Biologists interested in where biodiversity comes from and how it matters for ecosystem functioning are increasingly interested in the way evolution connects these two questions. Recent work on trait divergence in Swiss stickleback fish combines both processes in a single experiment. The paper by Rebecca Best and colleagues at the Swiss Federal Institute of Aquatic Science and Technology was published in Nature Ecology & Evolution, and highlighted in this recent feature on rapid evolution, available on Nature.com.
SES Professor Scott Anderson is part of an international team searching for secrets of Norway’s history in lake mud. Read more about their preliminary discoveries of human and environmental history at NAU News.
Master’s student Casey Jones and Professor Abe Springer have used dyes to trace the long and winding road that precipitation and snowmelt takes from sinkholes on the Kaibab Plateau to the iconic springs of the Grand Canyon. Read more in the Arizona Daily Sun.
“The renewal of the Wyss Scholars for the Conservation of the West project will support students in the environmental science and policy master’s program (ES&P) as they complete their master’s degrees and pursue leadership roles in the field of environmental conservation in the American West. Two competitive scholarships awarded annually, each valued at more than $30,000, are available to students who have demonstrated leadership capacity and commitment to environmental conservation in the West.”
“LCI’s Doris Duke Conservation Scholars Program (DDCSP) also was renewed this fall and is recruiting a new cohort of scholars. The DDCSP, established in 2013, aims to broaden and strengthen the culture and practice of conservation by inspiring and preparing undergraduates from diverse backgrounds to pursue careers in the protection of land, water and wildlife. This program is funded by the Doris Duke Charitable Foundation, whose mission is to improve the quality of people’s lives through grants supporting the performing arts, environmental conservation, medical research and child well-being, and through preservation of the cultural and environmental legacy of Doris Duke’s properties.”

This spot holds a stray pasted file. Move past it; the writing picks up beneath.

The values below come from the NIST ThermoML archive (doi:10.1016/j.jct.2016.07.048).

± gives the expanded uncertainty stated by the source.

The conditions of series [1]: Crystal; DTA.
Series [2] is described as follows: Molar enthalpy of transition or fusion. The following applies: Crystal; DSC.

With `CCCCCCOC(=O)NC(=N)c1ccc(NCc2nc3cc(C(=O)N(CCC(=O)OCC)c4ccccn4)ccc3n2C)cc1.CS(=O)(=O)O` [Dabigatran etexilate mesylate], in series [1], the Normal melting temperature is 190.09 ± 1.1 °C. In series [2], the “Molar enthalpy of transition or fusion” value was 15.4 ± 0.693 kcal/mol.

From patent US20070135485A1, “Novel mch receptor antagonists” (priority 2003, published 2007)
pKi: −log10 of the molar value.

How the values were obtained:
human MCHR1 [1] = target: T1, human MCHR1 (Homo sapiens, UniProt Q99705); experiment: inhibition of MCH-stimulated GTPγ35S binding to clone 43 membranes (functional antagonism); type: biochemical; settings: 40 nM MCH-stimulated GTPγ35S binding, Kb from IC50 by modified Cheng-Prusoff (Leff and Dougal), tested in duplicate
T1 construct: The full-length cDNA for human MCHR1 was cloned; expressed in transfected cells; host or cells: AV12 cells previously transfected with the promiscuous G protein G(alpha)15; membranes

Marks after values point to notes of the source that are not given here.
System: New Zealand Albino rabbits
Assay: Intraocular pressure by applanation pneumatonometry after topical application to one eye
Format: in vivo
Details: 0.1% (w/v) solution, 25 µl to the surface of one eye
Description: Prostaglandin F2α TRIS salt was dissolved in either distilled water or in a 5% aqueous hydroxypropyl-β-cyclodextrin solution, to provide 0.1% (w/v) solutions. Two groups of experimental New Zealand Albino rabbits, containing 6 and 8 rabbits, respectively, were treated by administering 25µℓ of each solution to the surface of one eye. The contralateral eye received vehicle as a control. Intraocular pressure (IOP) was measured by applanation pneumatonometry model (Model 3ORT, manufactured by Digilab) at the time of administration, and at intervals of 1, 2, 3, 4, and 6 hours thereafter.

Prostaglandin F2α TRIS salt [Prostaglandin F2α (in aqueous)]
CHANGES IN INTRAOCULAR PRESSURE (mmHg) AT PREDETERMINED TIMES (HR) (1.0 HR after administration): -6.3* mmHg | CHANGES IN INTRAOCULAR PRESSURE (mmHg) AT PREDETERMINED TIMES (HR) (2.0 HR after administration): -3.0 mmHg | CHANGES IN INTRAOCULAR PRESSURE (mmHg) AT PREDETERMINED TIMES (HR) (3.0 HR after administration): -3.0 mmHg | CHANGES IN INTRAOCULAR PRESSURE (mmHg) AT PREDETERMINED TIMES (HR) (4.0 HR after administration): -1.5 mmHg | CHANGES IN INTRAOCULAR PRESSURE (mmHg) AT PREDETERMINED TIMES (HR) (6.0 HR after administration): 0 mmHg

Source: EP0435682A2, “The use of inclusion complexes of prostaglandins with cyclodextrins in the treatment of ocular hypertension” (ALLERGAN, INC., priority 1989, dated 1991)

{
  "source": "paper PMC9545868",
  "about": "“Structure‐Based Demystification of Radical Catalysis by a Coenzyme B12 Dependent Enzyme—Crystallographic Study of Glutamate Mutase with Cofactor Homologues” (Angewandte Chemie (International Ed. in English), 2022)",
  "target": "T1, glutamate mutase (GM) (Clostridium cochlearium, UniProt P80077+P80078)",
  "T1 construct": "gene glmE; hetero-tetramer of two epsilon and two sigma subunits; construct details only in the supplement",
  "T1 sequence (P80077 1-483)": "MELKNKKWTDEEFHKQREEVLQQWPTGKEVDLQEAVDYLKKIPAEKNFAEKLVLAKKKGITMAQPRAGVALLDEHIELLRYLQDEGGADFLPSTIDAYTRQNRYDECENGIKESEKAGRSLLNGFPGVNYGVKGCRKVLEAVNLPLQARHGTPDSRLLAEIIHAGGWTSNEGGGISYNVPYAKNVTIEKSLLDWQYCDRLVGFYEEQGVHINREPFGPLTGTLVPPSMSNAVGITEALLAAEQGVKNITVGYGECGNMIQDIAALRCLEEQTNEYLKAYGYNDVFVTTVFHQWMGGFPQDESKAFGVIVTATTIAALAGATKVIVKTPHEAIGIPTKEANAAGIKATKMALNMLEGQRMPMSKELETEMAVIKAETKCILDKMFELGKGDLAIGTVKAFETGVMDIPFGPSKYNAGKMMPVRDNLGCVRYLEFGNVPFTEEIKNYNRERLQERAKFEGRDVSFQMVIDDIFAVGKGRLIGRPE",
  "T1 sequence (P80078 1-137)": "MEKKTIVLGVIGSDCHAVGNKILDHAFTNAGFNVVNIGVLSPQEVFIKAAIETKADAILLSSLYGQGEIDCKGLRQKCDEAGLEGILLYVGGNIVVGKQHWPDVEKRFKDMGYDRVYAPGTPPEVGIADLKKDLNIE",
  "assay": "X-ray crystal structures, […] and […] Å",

Project Director Karin Wadsack is working with multiple federal agencies and the Navajo Nation on a new grant focused on diversifying economic opportunities after the closing of the Navajo Generating Station and Kayenta Mine in 2019. Read more in NAU News.
Mike Kelly (MS ’91 and Adjunct Professor) is helping illustrate future climate change at a new visitor center exhibit at Acadia National Park, ME.
From the article: “Displays such as ‘Open ocean tomorrow?’ ask visitors to consider some scenarios of climate change consequences in the park. ‘As sea levels continue to rise, scientists question if some of Acadia’s salt water marshes might permanently flood, creating an open ocean where a tidal marsh once existed’…the exhibit, which includes a 3D topographic map of the park and some interactive features, also has interviews with local people.”